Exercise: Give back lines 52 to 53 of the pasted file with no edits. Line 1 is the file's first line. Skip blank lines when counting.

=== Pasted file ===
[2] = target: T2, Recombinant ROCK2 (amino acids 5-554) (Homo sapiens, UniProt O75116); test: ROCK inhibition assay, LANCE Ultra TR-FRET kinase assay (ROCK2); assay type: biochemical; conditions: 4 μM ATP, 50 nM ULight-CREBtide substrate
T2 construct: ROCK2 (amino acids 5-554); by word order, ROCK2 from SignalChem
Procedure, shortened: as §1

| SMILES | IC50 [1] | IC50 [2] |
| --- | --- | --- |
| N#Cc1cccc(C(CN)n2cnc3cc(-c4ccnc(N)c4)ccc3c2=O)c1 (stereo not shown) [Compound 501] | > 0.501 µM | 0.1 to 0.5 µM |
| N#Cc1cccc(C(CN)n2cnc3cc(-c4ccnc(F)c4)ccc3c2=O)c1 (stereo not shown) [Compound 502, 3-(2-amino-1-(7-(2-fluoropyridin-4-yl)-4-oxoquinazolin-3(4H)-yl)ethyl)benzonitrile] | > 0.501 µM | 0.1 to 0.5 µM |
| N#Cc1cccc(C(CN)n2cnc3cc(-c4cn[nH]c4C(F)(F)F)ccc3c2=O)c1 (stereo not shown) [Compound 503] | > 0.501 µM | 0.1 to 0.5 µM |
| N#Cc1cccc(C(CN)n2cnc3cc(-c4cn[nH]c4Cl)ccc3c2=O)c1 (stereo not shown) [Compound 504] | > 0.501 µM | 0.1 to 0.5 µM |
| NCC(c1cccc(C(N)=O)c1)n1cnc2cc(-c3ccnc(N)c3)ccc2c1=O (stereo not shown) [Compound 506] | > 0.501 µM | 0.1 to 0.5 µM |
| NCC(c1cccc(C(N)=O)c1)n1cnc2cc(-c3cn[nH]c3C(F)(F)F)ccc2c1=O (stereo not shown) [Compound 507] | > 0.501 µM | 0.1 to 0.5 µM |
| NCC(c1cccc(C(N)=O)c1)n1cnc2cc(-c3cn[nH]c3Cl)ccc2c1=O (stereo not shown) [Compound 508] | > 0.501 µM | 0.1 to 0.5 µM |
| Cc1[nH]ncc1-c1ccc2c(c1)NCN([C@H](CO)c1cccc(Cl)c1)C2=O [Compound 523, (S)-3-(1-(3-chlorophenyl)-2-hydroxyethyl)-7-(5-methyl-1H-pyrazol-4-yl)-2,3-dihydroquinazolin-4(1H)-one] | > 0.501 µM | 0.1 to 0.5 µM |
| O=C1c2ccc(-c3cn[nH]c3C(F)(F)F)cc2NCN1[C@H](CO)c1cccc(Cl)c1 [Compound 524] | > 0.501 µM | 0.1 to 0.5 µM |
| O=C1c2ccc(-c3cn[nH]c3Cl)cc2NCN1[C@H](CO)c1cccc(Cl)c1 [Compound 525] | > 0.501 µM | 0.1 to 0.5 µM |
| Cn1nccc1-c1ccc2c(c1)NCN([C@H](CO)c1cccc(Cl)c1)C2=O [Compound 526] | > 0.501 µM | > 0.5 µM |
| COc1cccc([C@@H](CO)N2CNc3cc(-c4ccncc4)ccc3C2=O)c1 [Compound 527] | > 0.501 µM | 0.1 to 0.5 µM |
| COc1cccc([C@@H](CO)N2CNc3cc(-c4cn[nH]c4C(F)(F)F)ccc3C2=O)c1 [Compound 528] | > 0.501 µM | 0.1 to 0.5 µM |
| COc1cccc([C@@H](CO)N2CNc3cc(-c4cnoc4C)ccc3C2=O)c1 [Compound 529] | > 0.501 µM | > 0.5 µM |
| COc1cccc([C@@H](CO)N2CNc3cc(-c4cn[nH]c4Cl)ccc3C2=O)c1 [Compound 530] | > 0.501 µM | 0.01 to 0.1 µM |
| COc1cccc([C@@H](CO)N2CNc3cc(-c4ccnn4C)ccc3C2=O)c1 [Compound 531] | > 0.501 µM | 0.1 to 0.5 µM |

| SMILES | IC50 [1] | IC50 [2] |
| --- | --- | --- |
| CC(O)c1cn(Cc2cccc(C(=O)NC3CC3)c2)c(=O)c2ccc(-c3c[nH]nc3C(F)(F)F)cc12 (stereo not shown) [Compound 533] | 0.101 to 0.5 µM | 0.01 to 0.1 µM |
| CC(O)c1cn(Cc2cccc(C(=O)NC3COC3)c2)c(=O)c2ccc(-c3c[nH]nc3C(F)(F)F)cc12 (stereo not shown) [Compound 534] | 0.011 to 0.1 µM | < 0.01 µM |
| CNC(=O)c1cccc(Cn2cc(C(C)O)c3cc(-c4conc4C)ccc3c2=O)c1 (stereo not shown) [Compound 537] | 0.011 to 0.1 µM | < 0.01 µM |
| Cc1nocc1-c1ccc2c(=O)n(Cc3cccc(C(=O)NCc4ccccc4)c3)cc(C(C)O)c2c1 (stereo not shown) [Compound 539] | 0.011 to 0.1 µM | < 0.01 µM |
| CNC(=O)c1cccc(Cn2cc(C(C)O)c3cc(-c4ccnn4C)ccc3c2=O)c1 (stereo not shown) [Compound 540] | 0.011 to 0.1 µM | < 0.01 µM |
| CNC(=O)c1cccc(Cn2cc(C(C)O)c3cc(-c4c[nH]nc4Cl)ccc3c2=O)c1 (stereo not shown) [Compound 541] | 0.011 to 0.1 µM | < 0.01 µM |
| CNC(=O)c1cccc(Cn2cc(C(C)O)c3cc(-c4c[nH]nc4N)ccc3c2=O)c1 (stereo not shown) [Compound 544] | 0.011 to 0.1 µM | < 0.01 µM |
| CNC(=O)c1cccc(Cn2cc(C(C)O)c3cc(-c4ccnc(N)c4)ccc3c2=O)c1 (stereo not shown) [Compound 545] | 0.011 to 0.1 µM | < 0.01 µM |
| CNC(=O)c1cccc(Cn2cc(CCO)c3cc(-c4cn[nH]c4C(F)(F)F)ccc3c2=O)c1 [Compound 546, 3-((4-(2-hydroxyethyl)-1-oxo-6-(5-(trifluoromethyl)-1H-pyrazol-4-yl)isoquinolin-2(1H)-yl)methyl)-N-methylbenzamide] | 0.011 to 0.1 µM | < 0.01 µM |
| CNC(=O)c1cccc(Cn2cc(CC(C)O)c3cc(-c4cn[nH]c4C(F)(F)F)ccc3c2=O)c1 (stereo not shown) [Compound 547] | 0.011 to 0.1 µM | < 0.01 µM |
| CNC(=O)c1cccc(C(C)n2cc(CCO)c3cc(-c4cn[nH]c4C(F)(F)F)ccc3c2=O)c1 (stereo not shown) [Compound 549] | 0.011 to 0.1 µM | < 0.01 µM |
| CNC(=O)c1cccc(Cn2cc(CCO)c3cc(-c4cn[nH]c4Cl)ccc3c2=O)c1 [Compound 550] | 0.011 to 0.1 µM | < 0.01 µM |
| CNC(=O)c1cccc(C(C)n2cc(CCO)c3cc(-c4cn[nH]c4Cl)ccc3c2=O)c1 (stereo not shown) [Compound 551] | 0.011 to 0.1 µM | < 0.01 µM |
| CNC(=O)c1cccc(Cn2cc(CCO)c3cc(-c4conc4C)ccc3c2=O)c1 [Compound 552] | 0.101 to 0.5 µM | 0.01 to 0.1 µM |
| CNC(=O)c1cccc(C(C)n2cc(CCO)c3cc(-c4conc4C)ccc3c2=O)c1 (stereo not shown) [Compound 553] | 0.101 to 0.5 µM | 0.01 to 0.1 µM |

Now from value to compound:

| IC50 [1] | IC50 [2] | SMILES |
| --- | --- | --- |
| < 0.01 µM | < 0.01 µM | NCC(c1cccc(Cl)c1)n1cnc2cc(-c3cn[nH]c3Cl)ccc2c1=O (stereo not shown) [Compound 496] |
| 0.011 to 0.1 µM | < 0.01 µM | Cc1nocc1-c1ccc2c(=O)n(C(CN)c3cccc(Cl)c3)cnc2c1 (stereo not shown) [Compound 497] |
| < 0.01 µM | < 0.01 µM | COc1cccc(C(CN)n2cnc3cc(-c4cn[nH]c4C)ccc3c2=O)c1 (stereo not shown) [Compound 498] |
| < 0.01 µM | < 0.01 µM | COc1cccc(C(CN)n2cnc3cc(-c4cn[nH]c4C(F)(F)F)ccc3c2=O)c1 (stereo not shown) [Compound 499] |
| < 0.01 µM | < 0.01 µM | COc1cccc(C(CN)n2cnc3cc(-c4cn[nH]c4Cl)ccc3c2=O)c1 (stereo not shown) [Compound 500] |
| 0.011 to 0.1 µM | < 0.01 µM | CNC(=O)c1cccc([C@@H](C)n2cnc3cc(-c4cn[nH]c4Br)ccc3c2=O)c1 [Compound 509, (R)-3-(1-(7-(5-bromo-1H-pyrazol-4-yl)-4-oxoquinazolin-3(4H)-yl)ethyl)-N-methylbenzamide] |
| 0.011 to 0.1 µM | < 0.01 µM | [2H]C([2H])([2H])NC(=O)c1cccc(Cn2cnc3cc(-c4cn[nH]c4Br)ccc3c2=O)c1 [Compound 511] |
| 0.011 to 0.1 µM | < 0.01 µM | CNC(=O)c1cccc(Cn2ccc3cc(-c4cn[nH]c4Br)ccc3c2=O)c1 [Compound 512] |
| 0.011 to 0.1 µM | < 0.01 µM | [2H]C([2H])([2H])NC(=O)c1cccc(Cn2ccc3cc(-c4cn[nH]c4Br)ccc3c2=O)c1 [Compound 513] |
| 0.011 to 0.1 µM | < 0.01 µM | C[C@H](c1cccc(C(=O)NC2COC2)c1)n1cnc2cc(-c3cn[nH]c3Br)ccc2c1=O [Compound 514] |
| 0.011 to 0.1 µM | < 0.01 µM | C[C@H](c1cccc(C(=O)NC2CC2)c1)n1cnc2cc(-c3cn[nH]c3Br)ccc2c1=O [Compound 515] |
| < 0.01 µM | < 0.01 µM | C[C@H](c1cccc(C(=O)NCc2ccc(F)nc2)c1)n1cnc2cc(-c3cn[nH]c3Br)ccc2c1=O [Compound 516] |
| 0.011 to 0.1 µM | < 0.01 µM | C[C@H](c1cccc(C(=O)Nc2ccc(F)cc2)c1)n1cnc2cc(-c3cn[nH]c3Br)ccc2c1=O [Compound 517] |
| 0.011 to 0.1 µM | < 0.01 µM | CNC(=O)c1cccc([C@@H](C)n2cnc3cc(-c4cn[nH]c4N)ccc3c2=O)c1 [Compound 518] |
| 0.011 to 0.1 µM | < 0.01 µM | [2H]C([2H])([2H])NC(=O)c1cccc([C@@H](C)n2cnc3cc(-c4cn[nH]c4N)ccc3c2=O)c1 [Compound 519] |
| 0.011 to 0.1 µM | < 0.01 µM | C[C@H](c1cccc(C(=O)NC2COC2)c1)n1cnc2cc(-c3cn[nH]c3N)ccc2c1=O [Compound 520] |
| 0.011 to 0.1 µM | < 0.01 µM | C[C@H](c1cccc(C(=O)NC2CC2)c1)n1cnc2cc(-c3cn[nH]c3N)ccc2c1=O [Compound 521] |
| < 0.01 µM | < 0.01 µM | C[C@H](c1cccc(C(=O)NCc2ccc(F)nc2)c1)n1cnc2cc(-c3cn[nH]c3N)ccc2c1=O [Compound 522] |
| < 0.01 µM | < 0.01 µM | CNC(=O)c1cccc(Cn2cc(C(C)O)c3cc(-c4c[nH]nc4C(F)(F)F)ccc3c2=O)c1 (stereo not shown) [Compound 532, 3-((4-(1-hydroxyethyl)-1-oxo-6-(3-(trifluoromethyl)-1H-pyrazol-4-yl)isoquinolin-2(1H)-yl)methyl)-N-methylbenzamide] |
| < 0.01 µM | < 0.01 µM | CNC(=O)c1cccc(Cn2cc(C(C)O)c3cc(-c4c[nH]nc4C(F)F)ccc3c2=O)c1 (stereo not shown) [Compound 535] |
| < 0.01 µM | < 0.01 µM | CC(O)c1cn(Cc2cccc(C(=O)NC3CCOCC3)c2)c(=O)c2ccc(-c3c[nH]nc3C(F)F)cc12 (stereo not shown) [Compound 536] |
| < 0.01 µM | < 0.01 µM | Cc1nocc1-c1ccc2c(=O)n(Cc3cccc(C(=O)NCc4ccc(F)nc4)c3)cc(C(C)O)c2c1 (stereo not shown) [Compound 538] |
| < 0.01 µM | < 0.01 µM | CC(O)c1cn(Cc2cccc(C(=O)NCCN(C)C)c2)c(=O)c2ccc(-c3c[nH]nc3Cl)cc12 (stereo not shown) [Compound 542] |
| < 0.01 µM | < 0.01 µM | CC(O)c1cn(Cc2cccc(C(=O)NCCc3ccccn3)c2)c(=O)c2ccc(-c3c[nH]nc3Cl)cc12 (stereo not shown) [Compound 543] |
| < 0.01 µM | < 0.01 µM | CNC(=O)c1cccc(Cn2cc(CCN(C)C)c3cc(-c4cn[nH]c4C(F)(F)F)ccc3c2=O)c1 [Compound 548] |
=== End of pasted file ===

| 0.011 to 0.1 µM | < 0.01 µM | C[C@H](c1cccc(C(=O)NC2CC2)c1)n1cnc2cc(-c3cn[nH]c3Br)ccc2c1=O [Compound 515] |
| < 0.01 µM | < 0.01 µM | C[C@H](c1cccc(C(=O)NCc2ccc(F)nc2)c1)n1cnc2cc(-c3cn[nH]c3Br)ccc2c1=O [Compound 516] |